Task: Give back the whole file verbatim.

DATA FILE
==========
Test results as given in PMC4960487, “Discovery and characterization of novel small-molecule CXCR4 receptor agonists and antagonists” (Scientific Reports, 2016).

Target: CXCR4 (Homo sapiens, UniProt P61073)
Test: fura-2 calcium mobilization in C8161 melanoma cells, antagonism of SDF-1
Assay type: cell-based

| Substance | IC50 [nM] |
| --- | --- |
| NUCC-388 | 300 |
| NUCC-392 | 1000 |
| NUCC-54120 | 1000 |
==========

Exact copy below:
Test results as given in PMC4960487, “Discovery and characterization of novel small-molecule CXCR4 receptor agonists and antagonists” (Scientific Reports, 2016).

Target: CXCR4 (Homo sapiens, UniProt P61073)
Test: fura-2 calcium mobilization in C8161 melanoma cells, antagonism of SDF-1
Assay type: cell-based

| Substance | IC50 [nM] |
| --- | --- |
| NUCC-388 | 300 |
| NUCC-392 | 1000 |
| NUCC-54120 | 1000 |